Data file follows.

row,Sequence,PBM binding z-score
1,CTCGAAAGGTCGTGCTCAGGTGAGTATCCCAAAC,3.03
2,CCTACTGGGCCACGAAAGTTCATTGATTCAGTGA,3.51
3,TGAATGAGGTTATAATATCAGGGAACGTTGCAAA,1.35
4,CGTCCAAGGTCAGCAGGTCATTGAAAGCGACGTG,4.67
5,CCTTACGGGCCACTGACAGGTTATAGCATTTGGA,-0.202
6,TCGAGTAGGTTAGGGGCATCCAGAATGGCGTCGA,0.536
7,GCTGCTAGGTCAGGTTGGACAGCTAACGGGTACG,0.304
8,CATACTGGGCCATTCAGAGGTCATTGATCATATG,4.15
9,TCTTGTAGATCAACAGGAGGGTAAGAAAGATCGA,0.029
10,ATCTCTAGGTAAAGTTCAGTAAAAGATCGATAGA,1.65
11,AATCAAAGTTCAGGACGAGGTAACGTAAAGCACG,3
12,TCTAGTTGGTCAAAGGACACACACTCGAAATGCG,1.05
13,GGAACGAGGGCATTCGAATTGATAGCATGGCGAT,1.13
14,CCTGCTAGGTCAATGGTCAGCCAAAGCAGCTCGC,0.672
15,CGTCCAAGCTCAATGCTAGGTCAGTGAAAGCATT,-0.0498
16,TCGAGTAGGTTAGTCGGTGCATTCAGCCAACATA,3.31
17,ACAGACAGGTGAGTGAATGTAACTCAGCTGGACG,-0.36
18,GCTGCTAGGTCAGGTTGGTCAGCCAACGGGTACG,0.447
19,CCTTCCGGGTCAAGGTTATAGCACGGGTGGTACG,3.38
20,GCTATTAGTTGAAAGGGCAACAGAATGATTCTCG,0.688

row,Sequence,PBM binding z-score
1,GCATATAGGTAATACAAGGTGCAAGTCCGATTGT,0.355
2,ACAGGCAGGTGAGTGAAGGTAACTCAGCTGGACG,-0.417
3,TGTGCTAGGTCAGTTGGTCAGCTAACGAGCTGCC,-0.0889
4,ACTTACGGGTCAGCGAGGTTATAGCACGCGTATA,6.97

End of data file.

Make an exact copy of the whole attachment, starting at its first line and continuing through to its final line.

row,Sequence,PBM binding z-score
1,CTCGAAAGGTCGTGCTCAGGTGAGTATCCCAAAC,3.03
2,CCTACTGGGCCACGAAAGTTCATTGATTCAGTGA,3.51
3,TGAATGAGGTTATAATATCAGGGAACGTTGCAAA,1.35
4,CGTCCAAGGTCAGCAGGTCATTGAAAGCGACGTG,4.67
5,CCTTACGGGCCACTGACAGGTTATAGCATTTGGA,-0.202
6,TCGAGTAGGTTAGGGGCATCCAGAATGGCGTCGA,0.536
7,GCTGCTAGGTCAGGTTGGACAGCTAACGGGTACG,0.304
8,CATACTGGGCCATTCAGAGGTCATTGATCATATG,4.15
9,TCTTGTAGATCAACAGGAGGGTAAGAAAGATCGA,0.029
10,ATCTCTAGGTAAAGTTCAGTAAAAGATCGATAGA,1.65
11,AATCAAAGTTCAGGACGAGGTAACGTAAAGCACG,3
12,TCTAGTTGGTCAAAGGACACACACTCGAAATGCG,1.05
13,GGAACGAGGGCATTCGAATTGATAGCATGGCGAT,1.13
14,CCTGCTAGGTCAATGGTCAGCCAAAGCAGCTCGC,0.672
15,CGTCCAAGCTCAATGCTAGGTCAGTGAAAGCATT,-0.0498
16,TCGAGTAGGTTAGTCGGTGCATTCAGCCAACATA,3.31
17,ACAGACAGGTGAGTGAATGTAACTCAGCTGGACG,-0.36
18,GCTGCTAGGTCAGGTTGGTCAGCCAACGGGTACG,0.447
19,CCTTCCGGGTCAAGGTTATAGCACGGGTGGTACG,3.38
20,GCTATTAGTTGAAAGGGCAACAGAATGATTCTCG,0.688

row,Sequence,PBM binding z-score
1,GCATATAGGTAATACAAGGTGCAAGTCCGATTGT,0.355
2,ACAGGCAGGTGAGTGAAGGTAACTCAGCTGGACG,-0.417
3,TGTGCTAGGTCAGTTGGTCAGCTAACGAGCTGCC,-0.0889
4,ACTTACGGGTCAGCGAGGTTATAGCACGCGTATA,6.97